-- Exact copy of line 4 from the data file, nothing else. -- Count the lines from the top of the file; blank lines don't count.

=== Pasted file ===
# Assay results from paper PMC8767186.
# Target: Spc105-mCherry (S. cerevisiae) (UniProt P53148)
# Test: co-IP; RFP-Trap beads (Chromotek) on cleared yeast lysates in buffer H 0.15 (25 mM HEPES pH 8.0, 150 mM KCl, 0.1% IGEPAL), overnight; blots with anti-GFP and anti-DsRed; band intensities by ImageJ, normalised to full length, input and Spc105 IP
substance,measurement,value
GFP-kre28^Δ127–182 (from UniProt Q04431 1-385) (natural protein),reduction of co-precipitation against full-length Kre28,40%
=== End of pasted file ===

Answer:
substance,measurement,value